Cassandra Jackson, an associate professor of English at the College, understands the power of imagery — it was a single image that inspired her to write an entire book.
While she was on fellowship at Harvard Jackson went to the Peabody Museum to look at Louis Agassiz’s small, 3” x 5 inch” daguerreotypes, early forms of photography, which were held in a small glass case. Jackson recalled experiencing a strange sensation when she saw her own image reflected over the images from antebellum slavery, as if it were cast over top of it. It was in this moment that Jackson began contemplating the relationship between literature and photography.
“When I started, I was just looking at stuff,” she said. “It started with the image of a whip-scarred slave that was popularly distributed as part of the abolitionist movement. Then I ran across images of 50 Cent and started thinking about the intersection between the past and present. Why would contemporary black men be representing themselves this way? What is this saying about our history?”
Jackson recently published her second book “Violence, Visual Culture, and the Black Male Body,” in which she explores past images of black males victimized by violence and examines their influence in today’s society.
“I was interested in thinking about the ways in which images of violated black men have reverberated in our culture,” Jackson said. In her book, she focuses on the “whip-scarred slaves from the 19th century and bullet-riddled rappers from the 20th century.”
“I wanted to think critically about how this particular figure operates and its way of policing black men and their masculinity,” she said. “This image has permeated our culture and has become a part of it.”
She explained how today it is unsurprising to hear about black rappers being shot, and how violence against black males has become viewed as a norm.
“I was fascinated in the previous election when Obama was running for president and a number of publications discussed fear of him being assassinated,” she said. “Here we are in the 21st century, and there has to be this fear? Why is the inevitable result of his success violence against him?”
Such thoughts stuck with Jackson as the writing project, which started with a focus on 19th-century photography, evolved into something greater.
She also perused the photography collection at the Schomburg Center for Research in Black Culture in New York City.
It is not uncommon for rappers to emphasize how many times they have been shot or select images for magazine and album covers that depict themselves as victims of racial violence. Examples that she explores in her book include a Nas album cover where he has scarring across his back, which is eerily similar to the 19th-century slave photos.
“It’s a book about visual culture, and how we see and how that impacts and shapes ideology,” Jackson said. “A lot of the images (in the book) are grizzly. I included lynching photography. I had to think carefully about why I was writing about violence and I had the realization that an incident from when I was a little girl influenced this reserach.”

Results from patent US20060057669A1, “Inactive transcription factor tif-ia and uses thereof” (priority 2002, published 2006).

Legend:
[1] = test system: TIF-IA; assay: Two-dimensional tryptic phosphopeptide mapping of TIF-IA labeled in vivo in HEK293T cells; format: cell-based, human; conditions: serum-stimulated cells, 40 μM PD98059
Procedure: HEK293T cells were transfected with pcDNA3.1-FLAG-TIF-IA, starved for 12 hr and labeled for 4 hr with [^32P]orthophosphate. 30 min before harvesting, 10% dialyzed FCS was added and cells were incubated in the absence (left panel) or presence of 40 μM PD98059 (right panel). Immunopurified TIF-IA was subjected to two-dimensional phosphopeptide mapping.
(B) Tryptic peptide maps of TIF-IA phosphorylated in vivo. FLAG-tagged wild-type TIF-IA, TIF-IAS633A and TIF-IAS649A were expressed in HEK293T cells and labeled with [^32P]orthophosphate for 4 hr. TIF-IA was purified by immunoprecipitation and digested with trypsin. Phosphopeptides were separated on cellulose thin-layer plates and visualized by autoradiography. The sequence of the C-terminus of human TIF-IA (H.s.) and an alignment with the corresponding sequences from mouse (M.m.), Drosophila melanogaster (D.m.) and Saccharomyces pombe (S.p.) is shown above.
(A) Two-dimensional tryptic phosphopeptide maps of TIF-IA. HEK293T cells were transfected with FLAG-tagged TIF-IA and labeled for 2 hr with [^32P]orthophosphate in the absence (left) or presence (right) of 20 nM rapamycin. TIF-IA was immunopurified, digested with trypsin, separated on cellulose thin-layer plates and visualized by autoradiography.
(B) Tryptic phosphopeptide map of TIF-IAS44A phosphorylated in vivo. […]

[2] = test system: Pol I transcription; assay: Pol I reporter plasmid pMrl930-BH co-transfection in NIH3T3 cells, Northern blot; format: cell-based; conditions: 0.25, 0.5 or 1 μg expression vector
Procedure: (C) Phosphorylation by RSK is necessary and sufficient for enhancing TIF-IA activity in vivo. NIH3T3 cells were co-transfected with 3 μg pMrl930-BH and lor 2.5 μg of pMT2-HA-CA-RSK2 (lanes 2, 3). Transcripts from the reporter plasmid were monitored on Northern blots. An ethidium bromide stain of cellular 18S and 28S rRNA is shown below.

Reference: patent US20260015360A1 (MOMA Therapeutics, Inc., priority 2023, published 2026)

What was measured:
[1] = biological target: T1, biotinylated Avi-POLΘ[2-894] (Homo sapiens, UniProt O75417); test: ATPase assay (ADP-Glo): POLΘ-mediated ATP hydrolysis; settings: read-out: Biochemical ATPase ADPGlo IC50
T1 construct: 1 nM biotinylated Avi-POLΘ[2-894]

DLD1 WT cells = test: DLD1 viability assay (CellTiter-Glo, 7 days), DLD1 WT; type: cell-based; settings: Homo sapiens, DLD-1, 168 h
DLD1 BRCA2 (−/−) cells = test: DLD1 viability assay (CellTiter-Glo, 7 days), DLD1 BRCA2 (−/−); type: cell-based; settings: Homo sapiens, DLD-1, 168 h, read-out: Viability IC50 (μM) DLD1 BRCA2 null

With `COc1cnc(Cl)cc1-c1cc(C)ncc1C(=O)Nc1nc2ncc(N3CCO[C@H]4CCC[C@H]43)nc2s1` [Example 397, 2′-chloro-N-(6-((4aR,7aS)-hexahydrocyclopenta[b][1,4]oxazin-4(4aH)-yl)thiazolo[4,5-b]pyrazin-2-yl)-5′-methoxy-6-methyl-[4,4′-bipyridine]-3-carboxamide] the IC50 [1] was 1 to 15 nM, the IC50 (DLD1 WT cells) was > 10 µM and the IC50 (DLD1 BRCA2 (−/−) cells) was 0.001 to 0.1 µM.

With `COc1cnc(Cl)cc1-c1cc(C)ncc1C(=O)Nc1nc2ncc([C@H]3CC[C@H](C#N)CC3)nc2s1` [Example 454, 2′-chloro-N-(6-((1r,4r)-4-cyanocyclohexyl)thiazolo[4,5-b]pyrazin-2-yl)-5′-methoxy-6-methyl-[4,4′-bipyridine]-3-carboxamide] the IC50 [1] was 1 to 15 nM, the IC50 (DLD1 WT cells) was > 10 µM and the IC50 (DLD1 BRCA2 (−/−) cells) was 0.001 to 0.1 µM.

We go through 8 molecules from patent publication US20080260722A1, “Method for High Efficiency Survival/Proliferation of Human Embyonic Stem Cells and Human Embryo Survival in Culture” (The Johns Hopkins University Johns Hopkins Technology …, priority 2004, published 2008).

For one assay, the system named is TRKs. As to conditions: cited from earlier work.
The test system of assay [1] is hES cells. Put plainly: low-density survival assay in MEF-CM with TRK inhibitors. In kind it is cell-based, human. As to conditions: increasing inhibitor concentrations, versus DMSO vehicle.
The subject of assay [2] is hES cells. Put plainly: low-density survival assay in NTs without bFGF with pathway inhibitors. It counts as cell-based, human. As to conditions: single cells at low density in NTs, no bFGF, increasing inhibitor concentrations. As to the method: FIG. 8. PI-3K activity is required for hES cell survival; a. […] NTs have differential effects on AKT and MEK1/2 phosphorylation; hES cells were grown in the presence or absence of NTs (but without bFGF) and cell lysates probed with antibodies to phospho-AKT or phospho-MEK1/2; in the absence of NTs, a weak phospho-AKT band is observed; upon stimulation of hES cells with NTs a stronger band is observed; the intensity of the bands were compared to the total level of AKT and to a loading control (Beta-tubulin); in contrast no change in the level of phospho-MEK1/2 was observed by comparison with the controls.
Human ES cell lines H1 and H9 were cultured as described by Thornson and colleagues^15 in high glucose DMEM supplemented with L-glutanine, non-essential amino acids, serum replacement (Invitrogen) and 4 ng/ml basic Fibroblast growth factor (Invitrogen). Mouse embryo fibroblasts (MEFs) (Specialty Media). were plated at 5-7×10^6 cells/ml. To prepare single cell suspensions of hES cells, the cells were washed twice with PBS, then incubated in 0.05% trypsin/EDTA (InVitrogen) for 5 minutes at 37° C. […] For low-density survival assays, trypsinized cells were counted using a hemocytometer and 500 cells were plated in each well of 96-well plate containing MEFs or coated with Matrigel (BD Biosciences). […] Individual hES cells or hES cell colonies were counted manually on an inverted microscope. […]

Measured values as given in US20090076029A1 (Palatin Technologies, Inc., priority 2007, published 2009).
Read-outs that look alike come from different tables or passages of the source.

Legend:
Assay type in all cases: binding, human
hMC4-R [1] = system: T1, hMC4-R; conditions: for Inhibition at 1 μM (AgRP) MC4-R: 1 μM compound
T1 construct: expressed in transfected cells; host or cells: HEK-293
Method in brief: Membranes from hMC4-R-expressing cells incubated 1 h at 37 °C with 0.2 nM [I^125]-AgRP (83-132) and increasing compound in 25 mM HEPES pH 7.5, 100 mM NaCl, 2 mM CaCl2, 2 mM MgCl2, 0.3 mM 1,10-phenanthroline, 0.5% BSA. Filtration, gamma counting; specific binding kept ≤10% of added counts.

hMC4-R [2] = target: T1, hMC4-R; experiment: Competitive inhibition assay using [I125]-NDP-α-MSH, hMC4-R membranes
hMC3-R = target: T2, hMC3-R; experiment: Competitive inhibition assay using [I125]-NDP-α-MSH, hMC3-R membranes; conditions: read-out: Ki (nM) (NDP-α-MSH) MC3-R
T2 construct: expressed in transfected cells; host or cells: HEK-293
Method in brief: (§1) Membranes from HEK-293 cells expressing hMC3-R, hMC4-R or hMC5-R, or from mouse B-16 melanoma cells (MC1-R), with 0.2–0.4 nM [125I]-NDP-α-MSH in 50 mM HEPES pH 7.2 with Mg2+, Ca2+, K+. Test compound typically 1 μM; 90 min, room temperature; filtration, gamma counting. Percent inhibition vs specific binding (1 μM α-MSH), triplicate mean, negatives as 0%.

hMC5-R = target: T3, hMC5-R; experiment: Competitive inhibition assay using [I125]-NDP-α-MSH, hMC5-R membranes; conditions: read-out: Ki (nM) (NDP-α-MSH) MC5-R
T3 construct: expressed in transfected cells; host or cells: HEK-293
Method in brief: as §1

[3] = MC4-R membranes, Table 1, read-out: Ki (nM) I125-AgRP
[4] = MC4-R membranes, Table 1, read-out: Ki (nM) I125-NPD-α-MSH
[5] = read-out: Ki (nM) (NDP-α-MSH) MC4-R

Delving into her own familial past, Jackson shared the story that played an integral role in inciting her interest.
“I had an uncle in St. Louis who I used to visit in the summer. It was always strange to me because my uncle was not an urban person. He wanted to always go fishing and seemed so out of place,” she said.
Through a discussion with her mother, Jackson learned that her uncle had been convicted of breaking miscegenation laws because he was in a relationship with a white woman in Alabama in the mid-1950s. Mobs formed and his life was in jeopardy after the woman admitted to loving him. He had no choice but to escape to St. Louis.
“I found myself wondering how many stories of black migration weren’t just about having a better life, but were about staying alive,” she said. “I was living with the trauma of that hanging over my family, and it has a lot to do with why I focused on these images. The history felt close to me. With this (book), I was working through that experience.”
Her family’s past was not the only catalyst in the book’s creation.
“Teaching and writing have become inseparable for me. They intersect at every level. The biggest influence on this book was the capstone courses of the English department. I’ve taught Violence, Visuality, and Race. So many conversations in that course have shaped my way of thinking about the violence and images,” Jackson said. “When writing, sometimes I thought to myself, ‘What would my class think?’ ”
Initially, Jackson was concerned about showing such horrific images to students and in her book. She worried that, in a way, she was perpetuating the violence.
Through speaking with her class, she attained reassurance and confidence in the fact that these photographs were necessary subjects of discussion.
“I took the students’ responses seriously, and it showed me that the images demanded intellectual investigation,” she said. “Had it not been for the experiences teaching when writing the book, it would have been an entirely different book. Or there may have not been a book.”